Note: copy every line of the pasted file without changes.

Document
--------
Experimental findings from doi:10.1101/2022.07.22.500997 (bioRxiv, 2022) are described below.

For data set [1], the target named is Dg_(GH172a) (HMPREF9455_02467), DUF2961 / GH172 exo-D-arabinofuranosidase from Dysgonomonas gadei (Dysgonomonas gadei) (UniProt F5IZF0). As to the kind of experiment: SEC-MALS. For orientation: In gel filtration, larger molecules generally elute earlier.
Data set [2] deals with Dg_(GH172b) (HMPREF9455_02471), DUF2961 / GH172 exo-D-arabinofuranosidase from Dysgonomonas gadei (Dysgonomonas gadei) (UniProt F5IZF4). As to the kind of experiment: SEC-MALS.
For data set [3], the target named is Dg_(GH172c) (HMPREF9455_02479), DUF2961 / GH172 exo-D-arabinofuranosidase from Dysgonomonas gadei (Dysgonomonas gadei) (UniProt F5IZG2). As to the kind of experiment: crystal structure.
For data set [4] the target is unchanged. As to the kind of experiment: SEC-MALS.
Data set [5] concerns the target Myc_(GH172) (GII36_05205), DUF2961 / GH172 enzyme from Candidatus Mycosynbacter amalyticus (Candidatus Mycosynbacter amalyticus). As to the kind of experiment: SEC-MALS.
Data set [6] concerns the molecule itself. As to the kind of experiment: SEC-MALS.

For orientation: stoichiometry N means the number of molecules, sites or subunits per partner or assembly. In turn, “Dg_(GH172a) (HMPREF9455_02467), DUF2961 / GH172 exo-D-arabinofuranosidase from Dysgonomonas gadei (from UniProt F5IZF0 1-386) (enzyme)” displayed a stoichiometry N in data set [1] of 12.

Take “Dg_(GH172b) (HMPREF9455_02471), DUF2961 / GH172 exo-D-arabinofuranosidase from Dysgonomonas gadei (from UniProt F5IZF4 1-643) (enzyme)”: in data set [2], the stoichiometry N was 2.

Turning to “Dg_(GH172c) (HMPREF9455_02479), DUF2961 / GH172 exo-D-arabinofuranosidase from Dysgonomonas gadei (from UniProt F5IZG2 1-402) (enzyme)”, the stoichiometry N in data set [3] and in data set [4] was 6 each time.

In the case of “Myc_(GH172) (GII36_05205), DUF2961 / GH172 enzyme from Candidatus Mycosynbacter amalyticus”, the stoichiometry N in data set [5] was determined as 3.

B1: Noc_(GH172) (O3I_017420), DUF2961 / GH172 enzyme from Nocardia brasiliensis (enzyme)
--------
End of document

Experimental findings from doi:10.1101/2022.07.22.500997 (bioRxiv, 2022) are described below.

For data set [1], the target named is Dg_(GH172a) (HMPREF9455_02467), DUF2961 / GH172 exo-D-arabinofuranosidase from Dysgonomonas gadei (Dysgonomonas gadei) (UniProt F5IZF0). As to the kind of experiment: SEC-MALS. For orientation: In gel filtration, larger molecules generally elute earlier.
Data set [2] deals with Dg_(GH172b) (HMPREF9455_02471), DUF2961 / GH172 exo-D-arabinofuranosidase from Dysgonomonas gadei (Dysgonomonas gadei) (UniProt F5IZF4). As to the kind of experiment: SEC-MALS.
For data set [3], the target named is Dg_(GH172c) (HMPREF9455_02479), DUF2961 / GH172 exo-D-arabinofuranosidase from Dysgonomonas gadei (Dysgonomonas gadei) (UniProt F5IZG2). As to the kind of experiment: crystal structure.
For data set [4] the target is unchanged. As to the kind of experiment: SEC-MALS.
Data set [5] concerns the target Myc_(GH172) (GII36_05205), DUF2961 / GH172 enzyme from Candidatus Mycosynbacter amalyticus (Candidatus Mycosynbacter amalyticus). As to the kind of experiment: SEC-MALS.
Data set [6] concerns the molecule itself. As to the kind of experiment: SEC-MALS.

For orientation: stoichiometry N means the number of molecules, sites or subunits per partner or assembly. In turn, “Dg_(GH172a) (HMPREF9455_02467), DUF2961 / GH172 exo-D-arabinofuranosidase from Dysgonomonas gadei (from UniProt F5IZF0 1-386) (enzyme)” displayed a stoichiometry N in data set [1] of 12.

Take “Dg_(GH172b) (HMPREF9455_02471), DUF2961 / GH172 exo-D-arabinofuranosidase from Dysgonomonas gadei (from UniProt F5IZF4 1-643) (enzyme)”: in data set [2], the stoichiometry N was 2.

Turning to “Dg_(GH172c) (HMPREF9455_02479), DUF2961 / GH172 exo-D-arabinofuranosidase from Dysgonomonas gadei (from UniProt F5IZG2 1-402) (enzyme)”, the stoichiometry N in data set [3] and in data set [4] was 6 each time.

In the case of “Myc_(GH172) (GII36_05205), DUF2961 / GH172 enzyme from Candidatus Mycosynbacter amalyticus”, the stoichiometry N in data set [5] was determined as 3.

B1: Noc_(GH172) (O3I_017420), DUF2961 / GH172 enzyme from Nocardia brasiliensis (enzyme)